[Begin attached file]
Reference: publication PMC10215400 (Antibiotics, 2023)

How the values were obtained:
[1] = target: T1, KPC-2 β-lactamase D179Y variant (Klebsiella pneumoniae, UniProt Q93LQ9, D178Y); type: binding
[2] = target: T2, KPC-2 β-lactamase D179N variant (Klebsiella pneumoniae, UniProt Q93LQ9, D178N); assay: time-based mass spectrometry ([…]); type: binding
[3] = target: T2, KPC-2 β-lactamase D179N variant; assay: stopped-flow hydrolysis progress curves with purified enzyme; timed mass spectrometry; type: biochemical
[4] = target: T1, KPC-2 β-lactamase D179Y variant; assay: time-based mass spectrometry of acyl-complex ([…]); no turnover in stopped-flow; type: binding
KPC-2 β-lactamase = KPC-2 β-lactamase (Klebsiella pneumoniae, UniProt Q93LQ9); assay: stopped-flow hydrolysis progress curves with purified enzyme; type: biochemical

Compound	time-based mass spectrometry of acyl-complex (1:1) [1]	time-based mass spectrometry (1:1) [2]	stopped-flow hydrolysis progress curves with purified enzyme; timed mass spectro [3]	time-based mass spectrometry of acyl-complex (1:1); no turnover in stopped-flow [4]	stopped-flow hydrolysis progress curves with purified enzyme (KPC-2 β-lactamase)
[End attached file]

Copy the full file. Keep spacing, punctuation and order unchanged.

Reference: publication PMC10215400 (Antibiotics, 2023)

How the values were obtained:
[1] = target: T1, KPC-2 β-lactamase D179Y variant (Klebsiella pneumoniae, UniProt Q93LQ9, D178Y); type: binding
[2] = target: T2, KPC-2 β-lactamase D179N variant (Klebsiella pneumoniae, UniProt Q93LQ9, D178N); assay: time-based mass spectrometry ([…]); type: binding
[3] = target: T2, KPC-2 β-lactamase D179N variant; assay: stopped-flow hydrolysis progress curves with purified enzyme; timed mass spectrometry; type: biochemical
[4] = target: T1, KPC-2 β-lactamase D179Y variant; assay: time-based mass spectrometry of acyl-complex ([…]); no turnover in stopped-flow; type: binding
KPC-2 β-lactamase = KPC-2 β-lactamase (Klebsiella pneumoniae, UniProt Q93LQ9); assay: stopped-flow hydrolysis progress curves with purified enzyme; type: biochemical

Compound	time-based mass spectrometry of acyl-complex (1:1) [1]	time-based mass spectrometry (1:1) [2]	stopped-flow hydrolysis progress curves with purified enzyme; timed mass spectro [3]	time-based mass spectrometry of acyl-complex (1:1); no turnover in stopped-flow [4]	stopped-flow hydrolysis progress curves with purified enzyme (KPC-2 β-lactamase)